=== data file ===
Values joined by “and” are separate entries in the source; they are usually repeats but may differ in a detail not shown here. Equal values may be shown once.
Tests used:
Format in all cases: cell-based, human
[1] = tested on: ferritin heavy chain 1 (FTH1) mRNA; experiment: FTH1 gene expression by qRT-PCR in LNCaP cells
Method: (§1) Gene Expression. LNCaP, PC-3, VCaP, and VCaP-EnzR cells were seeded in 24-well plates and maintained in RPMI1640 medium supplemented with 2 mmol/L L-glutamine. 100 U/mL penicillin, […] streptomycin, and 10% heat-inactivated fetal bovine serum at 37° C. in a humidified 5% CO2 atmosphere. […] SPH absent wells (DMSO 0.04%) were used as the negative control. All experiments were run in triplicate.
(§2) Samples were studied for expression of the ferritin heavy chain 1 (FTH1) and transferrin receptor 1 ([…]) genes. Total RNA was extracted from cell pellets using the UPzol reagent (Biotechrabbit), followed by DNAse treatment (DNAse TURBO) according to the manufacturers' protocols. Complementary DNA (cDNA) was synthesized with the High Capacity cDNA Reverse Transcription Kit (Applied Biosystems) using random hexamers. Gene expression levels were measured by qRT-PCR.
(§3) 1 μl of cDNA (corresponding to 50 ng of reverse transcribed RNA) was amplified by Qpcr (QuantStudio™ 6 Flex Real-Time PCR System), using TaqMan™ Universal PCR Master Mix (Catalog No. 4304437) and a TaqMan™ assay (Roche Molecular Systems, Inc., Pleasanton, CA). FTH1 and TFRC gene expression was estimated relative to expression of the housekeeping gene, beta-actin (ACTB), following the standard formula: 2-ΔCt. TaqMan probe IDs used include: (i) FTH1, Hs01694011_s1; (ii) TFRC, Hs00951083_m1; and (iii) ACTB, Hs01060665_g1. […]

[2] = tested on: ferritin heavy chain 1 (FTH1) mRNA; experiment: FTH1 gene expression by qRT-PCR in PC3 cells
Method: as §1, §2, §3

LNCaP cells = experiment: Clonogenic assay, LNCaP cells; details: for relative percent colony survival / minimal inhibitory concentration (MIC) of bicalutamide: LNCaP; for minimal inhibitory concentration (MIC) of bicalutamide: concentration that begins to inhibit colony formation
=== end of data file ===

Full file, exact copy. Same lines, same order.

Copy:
Values joined by “and” are separate entries in the source; they are usually repeats but may differ in a detail not shown here. Equal values may be shown once.
Tests used:
Format in all cases: cell-based, human
[1] = tested on: ferritin heavy chain 1 (FTH1) mRNA; experiment: FTH1 gene expression by qRT-PCR in LNCaP cells
Method: (§1) Gene Expression. LNCaP, PC-3, VCaP, and VCaP-EnzR cells were seeded in 24-well plates and maintained in RPMI1640 medium supplemented with 2 mmol/L L-glutamine. 100 U/mL penicillin, […] streptomycin, and 10% heat-inactivated fetal bovine serum at 37° C. in a humidified 5% CO2 atmosphere. […] SPH absent wells (DMSO 0.04%) were used as the negative control. All experiments were run in triplicate.
(§2) Samples were studied for expression of the ferritin heavy chain 1 (FTH1) and transferrin receptor 1 ([…]) genes. Total RNA was extracted from cell pellets using the UPzol reagent (Biotechrabbit), followed by DNAse treatment (DNAse TURBO) according to the manufacturers' protocols. Complementary DNA (cDNA) was synthesized with the High Capacity cDNA Reverse Transcription Kit (Applied Biosystems) using random hexamers. Gene expression levels were measured by qRT-PCR.
(§3) 1 μl of cDNA (corresponding to 50 ng of reverse transcribed RNA) was amplified by Qpcr (QuantStudio™ 6 Flex Real-Time PCR System), using TaqMan™ Universal PCR Master Mix (Catalog No. 4304437) and a TaqMan™ assay (Roche Molecular Systems, Inc., Pleasanton, CA). FTH1 and TFRC gene expression was estimated relative to expression of the housekeeping gene, beta-actin (ACTB), following the standard formula: 2-ΔCt. TaqMan probe IDs used include: (i) FTH1, Hs01694011_s1; (ii) TFRC, Hs00951083_m1; and (iii) ACTB, Hs01060665_g1. […]

[2] = tested on: ferritin heavy chain 1 (FTH1) mRNA; experiment: FTH1 gene expression by qRT-PCR in PC3 cells
Method: as §1, §2, §3

LNCaP cells = experiment: Clonogenic assay, LNCaP cells; details: for relative percent colony survival / minimal inhibitory concentration (MIC) of bicalutamide: LNCaP; for minimal inhibitory concentration (MIC) of bicalutamide: concentration that begins to inhibit colony formation